Sam’s team at IMServ (http://www.imserv.com/)
“Energy prices have risen by approximately 58% since 2010 (http://talkbusinessmagazine.co.uk/
“The number one priority is to ensure businesses select the most appropriate energy supply package suitable for their needs,” advises Sam. “Not all business requirements are the same, with different views on long term stability and risk, affecting energy supply and management choices.”
“Analysis shows that businesses can typically save up to 17% overall by implementing a hands on monitoring, visualisation and control energy focus.”
1. Appropriate Lighting: Simple changes such as the addition of LED lighting to office buildings can deliver significant energy and cost savings. Businesses could also install light sensors to control usage, this works in a similar way to street lighting by switching on and off automatically, fading and getting brighter. Most importantly switch off all unnecessary lights when staff leave the office, a simple cost saving tip that could save approximately 15% on average (http://www.sustainable-
2. Meter energy consuming ‘hot spots’: Businesses can’t monitor what they can’t measure, making transparency of metering data both powerful and effective. Sub-metering energy monitoring systems enable businesses to accurately see what their energy usage is and where. This can enable correct apportionment of energy to tenants or cost centre owners if required, reducing consumption effectively through awareness.
3. Utilise Building Energy Management Systems (known in the market as BEMS or BMS): These systems monitor and control the building’s mechanical and electrical equipment to ensure energy is being used efficiently and effectively. Changes to in-house controls and environments are made to ensure that all systems are working at an optimum level. In addition, systems supported by a proactive Energy Bureau can maintain employee engagement bringing substantial benefits and savings. Support of a Bureau Team will also ensure that energy surges, spikes and patterns in usage are monitored on the customers behalf.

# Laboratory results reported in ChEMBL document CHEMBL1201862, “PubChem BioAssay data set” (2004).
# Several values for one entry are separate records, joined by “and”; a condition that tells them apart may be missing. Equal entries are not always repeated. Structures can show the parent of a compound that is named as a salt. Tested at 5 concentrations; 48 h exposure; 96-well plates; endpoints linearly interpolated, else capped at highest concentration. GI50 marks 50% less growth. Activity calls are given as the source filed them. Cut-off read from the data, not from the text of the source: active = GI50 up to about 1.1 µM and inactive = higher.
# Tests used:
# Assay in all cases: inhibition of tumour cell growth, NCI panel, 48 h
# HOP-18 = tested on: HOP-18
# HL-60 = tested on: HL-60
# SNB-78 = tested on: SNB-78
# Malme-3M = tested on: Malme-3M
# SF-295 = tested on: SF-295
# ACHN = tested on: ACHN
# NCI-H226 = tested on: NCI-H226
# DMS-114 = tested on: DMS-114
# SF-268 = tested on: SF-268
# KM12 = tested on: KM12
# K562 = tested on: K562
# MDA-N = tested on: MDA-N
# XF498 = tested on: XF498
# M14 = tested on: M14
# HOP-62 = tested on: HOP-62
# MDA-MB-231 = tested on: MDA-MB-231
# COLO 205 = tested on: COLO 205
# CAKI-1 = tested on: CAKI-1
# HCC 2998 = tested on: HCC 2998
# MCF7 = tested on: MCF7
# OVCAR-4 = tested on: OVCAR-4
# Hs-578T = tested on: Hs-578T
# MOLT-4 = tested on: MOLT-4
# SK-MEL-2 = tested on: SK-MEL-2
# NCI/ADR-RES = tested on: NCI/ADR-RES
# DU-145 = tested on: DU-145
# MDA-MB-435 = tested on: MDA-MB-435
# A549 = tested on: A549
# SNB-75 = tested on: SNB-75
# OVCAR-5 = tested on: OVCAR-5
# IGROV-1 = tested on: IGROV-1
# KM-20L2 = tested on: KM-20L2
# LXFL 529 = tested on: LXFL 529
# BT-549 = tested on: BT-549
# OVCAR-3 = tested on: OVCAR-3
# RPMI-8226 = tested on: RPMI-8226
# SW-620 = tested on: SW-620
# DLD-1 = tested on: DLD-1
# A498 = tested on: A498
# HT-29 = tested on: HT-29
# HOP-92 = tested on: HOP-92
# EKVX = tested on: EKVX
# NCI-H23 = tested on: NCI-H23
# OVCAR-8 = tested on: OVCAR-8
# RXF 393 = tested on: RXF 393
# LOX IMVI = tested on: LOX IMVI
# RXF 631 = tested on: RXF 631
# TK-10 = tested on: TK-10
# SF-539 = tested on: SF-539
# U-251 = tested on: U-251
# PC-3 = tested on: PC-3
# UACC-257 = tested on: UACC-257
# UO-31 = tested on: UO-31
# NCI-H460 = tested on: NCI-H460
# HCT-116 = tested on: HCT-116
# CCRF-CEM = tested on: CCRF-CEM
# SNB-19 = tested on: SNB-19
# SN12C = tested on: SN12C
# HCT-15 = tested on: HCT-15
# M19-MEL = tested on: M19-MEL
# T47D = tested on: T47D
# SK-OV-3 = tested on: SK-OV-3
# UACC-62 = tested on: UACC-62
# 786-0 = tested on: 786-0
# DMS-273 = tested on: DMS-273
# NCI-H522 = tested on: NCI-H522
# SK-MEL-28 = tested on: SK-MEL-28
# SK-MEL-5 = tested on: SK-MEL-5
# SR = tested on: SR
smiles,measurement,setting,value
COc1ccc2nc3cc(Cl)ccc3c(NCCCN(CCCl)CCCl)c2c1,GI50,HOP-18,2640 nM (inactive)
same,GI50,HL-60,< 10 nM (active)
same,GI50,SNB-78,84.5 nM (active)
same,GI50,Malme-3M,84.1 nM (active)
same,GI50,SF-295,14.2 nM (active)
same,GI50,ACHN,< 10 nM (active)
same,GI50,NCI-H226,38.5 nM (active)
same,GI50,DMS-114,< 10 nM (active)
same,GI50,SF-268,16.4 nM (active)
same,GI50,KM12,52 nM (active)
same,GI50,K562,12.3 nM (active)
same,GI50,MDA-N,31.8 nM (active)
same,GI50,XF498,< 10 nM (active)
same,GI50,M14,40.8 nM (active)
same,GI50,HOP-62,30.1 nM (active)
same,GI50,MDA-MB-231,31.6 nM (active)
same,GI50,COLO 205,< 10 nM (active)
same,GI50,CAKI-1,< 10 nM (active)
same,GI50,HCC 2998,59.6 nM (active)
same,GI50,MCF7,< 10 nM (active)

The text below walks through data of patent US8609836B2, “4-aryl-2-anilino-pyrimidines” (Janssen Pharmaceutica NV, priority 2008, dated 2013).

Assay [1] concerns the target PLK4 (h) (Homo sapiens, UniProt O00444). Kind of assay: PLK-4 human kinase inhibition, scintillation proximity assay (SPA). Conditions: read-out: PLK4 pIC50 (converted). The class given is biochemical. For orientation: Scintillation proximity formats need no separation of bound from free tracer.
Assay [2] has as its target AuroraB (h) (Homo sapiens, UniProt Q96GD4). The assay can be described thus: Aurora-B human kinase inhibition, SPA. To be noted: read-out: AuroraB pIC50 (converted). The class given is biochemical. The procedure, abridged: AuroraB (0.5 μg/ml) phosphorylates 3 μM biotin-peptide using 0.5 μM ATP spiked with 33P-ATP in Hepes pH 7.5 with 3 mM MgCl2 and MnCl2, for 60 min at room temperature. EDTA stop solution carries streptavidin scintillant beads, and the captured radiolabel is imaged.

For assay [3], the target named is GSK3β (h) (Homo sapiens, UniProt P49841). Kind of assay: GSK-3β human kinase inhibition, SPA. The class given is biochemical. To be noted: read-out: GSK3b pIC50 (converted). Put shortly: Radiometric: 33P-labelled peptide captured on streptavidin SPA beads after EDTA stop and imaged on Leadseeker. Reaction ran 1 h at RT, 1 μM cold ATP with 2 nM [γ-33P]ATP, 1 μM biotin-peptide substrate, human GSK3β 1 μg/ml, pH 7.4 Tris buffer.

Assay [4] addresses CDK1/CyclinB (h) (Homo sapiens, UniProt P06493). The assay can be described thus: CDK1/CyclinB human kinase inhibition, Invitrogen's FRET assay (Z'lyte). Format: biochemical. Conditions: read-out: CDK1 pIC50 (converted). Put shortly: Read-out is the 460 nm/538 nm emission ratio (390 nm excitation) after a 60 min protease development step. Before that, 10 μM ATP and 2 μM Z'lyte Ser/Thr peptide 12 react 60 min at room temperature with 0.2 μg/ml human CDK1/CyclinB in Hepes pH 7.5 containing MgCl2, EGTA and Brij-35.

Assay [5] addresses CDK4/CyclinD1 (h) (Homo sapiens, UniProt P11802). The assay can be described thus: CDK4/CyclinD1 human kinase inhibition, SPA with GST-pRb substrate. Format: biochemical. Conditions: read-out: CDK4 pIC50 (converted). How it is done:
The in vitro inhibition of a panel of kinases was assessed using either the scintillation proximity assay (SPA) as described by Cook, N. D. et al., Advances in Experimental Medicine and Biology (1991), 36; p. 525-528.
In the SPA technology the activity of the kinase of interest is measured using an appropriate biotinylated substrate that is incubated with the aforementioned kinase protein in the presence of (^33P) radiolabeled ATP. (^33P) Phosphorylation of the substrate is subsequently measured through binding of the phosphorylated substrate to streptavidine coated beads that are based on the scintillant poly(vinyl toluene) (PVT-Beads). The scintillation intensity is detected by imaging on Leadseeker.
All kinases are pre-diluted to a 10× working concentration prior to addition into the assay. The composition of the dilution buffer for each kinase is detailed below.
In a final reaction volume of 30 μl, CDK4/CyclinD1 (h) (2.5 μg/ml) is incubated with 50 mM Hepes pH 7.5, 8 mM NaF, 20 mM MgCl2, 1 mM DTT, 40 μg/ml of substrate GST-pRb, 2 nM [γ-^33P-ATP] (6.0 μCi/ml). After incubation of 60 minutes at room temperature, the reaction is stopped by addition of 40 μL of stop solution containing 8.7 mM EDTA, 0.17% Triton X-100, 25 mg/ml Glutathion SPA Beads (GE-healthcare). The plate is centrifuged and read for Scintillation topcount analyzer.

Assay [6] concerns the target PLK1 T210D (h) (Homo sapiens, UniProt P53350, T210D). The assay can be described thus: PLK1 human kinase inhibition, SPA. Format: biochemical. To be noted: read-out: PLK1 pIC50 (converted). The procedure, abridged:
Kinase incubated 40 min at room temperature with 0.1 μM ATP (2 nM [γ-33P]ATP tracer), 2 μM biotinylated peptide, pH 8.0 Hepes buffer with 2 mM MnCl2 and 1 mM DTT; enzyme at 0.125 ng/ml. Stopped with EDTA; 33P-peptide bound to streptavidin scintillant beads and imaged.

4. Energy performance contracting (EPC): An internationally-
5. Empower your employees: The simplest way to change attitudes is presenting your employees with hard facts. By utilising innovative and dynamic dashboards, an interactive visual tool that enables the display of your energy and data in a user friendly and easy-to-understand format, you can see the over-usage points and also shout about your energy and cost saving successes. This is the key to educating stakeholders and employees, raising energy awareness and changing behaviour.
6. Heating: Substantial savings can be made by ensuring your heating systems are working efficiently, and maintained correctly. There are a few simple tips that are worth remembering. Don’t overheat the building, by lowering the temperature by just 1°C your annual heating bill could be reduced by up to 8%. Have your heating system regularly maintained and replace inefficient boilers.
7. Cooling and Ventilation:
Sam concluded, “Strengthening energy saving strategies and policies by implementing a measurable energy saving programme will allow businesses to make informed decisions about their energy use, controlling carbon, saving energy and reducing cost. IMServ typically find that companies adopting these tips as a part of their energy strategy typically achieve reductions of between 10-17%, providing direct savings on their bills” 1.